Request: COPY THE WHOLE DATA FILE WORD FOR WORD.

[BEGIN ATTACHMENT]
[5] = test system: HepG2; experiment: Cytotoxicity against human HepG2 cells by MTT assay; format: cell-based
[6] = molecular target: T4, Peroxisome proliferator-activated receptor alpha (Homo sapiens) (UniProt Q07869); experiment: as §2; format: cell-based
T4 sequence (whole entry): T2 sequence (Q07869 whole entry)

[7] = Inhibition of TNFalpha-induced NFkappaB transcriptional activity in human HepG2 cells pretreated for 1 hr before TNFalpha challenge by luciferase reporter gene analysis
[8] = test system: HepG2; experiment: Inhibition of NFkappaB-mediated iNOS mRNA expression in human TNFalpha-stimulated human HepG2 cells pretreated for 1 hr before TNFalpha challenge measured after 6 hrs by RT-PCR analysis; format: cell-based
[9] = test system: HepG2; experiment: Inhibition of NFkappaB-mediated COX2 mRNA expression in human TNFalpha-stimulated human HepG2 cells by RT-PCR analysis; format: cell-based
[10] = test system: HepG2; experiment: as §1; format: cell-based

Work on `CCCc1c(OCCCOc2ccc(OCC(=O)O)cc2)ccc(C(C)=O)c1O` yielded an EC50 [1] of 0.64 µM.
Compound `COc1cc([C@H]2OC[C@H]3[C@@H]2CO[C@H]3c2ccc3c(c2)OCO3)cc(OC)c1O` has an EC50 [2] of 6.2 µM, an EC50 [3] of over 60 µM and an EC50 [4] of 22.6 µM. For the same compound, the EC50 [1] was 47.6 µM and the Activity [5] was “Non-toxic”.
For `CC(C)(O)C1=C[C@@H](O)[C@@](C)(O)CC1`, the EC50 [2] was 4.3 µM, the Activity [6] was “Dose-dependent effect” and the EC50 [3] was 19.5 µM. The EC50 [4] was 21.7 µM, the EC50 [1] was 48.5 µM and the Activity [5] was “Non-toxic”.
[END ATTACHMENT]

[5] = test system: HepG2; experiment: Cytotoxicity against human HepG2 cells by MTT assay; format: cell-based
[6] = molecular target: T4, Peroxisome proliferator-activated receptor alpha (Homo sapiens) (UniProt Q07869); experiment: as §2; format: cell-based
T4 sequence (whole entry): T2 sequence (Q07869 whole entry)

[7] = Inhibition of TNFalpha-induced NFkappaB transcriptional activity in human HepG2 cells pretreated for 1 hr before TNFalpha challenge by luciferase reporter gene analysis
[8] = test system: HepG2; experiment: Inhibition of NFkappaB-mediated iNOS mRNA expression in human TNFalpha-stimulated human HepG2 cells pretreated for 1 hr before TNFalpha challenge measured after 6 hrs by RT-PCR analysis; format: cell-based
[9] = test system: HepG2; experiment: Inhibition of NFkappaB-mediated COX2 mRNA expression in human TNFalpha-stimulated human HepG2 cells by RT-PCR analysis; format: cell-based
[10] = test system: HepG2; experiment: as §1; format: cell-based

Work on `CCCc1c(OCCCOc2ccc(OCC(=O)O)cc2)ccc(C(C)=O)c1O` yielded an EC50 [1] of 0.64 µM.
Compound `COc1cc([C@H]2OC[C@H]3[C@@H]2CO[C@H]3c2ccc3c(c2)OCO3)cc(OC)c1O` has an EC50 [2] of 6.2 µM, an EC50 [3] of over 60 µM and an EC50 [4] of 22.6 µM. For the same compound, the EC50 [1] was 47.6 µM and the Activity [5] was “Non-toxic”.
For `CC(C)(O)C1=C[C@@H](O)[C@@](C)(O)CC1`, the EC50 [2] was 4.3 µM, the Activity [6] was “Dose-dependent effect” and the EC50 [3] was 19.5 µM. The EC50 [4] was 21.7 µM, the EC50 [1] was 48.5 µM and the Activity [5] was “Non-toxic”.